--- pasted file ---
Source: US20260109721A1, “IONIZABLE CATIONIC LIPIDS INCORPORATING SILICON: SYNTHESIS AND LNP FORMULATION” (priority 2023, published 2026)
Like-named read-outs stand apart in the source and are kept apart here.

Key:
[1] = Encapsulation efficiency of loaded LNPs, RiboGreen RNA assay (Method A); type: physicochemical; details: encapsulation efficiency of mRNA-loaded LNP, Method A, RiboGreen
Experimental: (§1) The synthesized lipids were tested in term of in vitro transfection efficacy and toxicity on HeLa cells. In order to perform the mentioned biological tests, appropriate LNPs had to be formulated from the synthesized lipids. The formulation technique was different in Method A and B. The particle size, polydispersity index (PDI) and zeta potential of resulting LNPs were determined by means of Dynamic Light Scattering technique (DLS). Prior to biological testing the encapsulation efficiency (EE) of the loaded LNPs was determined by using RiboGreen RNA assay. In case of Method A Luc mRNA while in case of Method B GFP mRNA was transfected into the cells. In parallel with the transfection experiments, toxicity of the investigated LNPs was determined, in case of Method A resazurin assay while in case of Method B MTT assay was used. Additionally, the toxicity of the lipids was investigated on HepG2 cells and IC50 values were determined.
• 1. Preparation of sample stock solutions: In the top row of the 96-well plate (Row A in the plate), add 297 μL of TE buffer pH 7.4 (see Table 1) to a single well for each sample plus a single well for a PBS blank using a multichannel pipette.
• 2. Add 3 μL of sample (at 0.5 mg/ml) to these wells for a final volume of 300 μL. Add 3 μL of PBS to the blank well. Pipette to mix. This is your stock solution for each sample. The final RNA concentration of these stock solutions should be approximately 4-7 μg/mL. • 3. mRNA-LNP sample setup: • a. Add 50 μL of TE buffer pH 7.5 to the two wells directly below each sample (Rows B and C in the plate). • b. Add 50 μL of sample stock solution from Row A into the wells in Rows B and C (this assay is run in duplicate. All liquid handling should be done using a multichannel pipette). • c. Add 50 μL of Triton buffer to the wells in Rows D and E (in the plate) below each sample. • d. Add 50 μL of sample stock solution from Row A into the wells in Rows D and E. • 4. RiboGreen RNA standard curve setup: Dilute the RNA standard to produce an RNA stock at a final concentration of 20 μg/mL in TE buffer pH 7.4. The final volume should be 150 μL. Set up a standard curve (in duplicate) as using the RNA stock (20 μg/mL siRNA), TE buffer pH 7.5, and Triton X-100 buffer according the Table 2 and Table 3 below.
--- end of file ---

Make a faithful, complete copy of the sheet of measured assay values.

Source: US20260109721A1, “IONIZABLE CATIONIC LIPIDS INCORPORATING SILICON: SYNTHESIS AND LNP FORMULATION” (priority 2023, published 2026)
Like-named read-outs stand apart in the source and are kept apart here.

Key:
[1] = Encapsulation efficiency of loaded LNPs, RiboGreen RNA assay (Method A); type: physicochemical; details: encapsulation efficiency of mRNA-loaded LNP, Method A, RiboGreen
Experimental: (§1) The synthesized lipids were tested in term of in vitro transfection efficacy and toxicity on HeLa cells. In order to perform the mentioned biological tests, appropriate LNPs had to be formulated from the synthesized lipids. The formulation technique was different in Method A and B. The particle size, polydispersity index (PDI) and zeta potential of resulting LNPs were determined by means of Dynamic Light Scattering technique (DLS). Prior to biological testing the encapsulation efficiency (EE) of the loaded LNPs was determined by using RiboGreen RNA assay. In case of Method A Luc mRNA while in case of Method B GFP mRNA was transfected into the cells. In parallel with the transfection experiments, toxicity of the investigated LNPs was determined, in case of Method A resazurin assay while in case of Method B MTT assay was used. Additionally, the toxicity of the lipids was investigated on HepG2 cells and IC50 values were determined.
• 1. Preparation of sample stock solutions: In the top row of the 96-well plate (Row A in the plate), add 297 μL of TE buffer pH 7.4 (see Table 1) to a single well for each sample plus a single well for a PBS blank using a multichannel pipette.
• 2. Add 3 μL of sample (at 0.5 mg/ml) to these wells for a final volume of 300 μL. Add 3 μL of PBS to the blank well. Pipette to mix. This is your stock solution for each sample. The final RNA concentration of these stock solutions should be approximately 4-7 μg/mL. • 3. mRNA-LNP sample setup: • a. Add 50 μL of TE buffer pH 7.5 to the two wells directly below each sample (Rows B and C in the plate). • b. Add 50 μL of sample stock solution from Row A into the wells in Rows B and C (this assay is run in duplicate. All liquid handling should be done using a multichannel pipette). • c. Add 50 μL of Triton buffer to the wells in Rows D and E (in the plate) below each sample. • d. Add 50 μL of sample stock solution from Row A into the wells in Rows D and E. • 4. RiboGreen RNA standard curve setup: Dilute the RNA standard to produce an RNA stock at a final concentration of 20 μg/mL in TE buffer pH 7.4. The final volume should be 150 μL. Set up a standard curve (in duplicate) as using the RNA stock (20 μg/mL siRNA), TE buffer pH 7.5, and Triton X-100 buffer according the Table 2 and Table 3 below.